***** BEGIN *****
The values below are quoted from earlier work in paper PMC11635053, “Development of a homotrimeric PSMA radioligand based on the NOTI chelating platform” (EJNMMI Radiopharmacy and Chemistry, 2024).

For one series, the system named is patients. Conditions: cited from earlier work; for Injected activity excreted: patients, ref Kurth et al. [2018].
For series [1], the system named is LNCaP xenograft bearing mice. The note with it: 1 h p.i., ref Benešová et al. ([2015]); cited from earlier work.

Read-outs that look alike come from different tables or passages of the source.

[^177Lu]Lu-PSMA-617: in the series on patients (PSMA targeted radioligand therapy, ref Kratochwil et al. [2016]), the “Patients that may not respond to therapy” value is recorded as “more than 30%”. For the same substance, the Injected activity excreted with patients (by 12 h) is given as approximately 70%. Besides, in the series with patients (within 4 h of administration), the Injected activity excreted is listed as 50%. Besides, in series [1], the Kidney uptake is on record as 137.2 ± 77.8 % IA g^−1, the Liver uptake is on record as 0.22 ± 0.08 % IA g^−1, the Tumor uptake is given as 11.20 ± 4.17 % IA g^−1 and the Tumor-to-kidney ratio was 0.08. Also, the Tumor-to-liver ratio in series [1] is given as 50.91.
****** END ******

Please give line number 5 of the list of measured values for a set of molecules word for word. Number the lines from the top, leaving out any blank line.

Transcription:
[^177Lu]Lu-PSMA-617: in the series on patients (PSMA targeted radioligand therapy, ref Kratochwil et al. [2016]), the “Patients that may not respond to therapy” value is recorded as “more than 30%”. For the same substance, the Injected activity excreted with patients (by 12 h) is given as approximately 70%. Besides, in the series with patients (within 4 h of administration), the Injected activity excreted is listed as 50%. Besides, in series [1], the Kidney uptake is on record as 137.2 ± 77.8 % IA g^−1, the Liver uptake is on record as 0.22 ± 0.08 % IA g^−1, the Tumor uptake is given as 11.20 ± 4.17 % IA g^−1 and the Tumor-to-kidney ratio was 0.08. Also, the Tumor-to-liver ratio in series [1] is given as 50.91.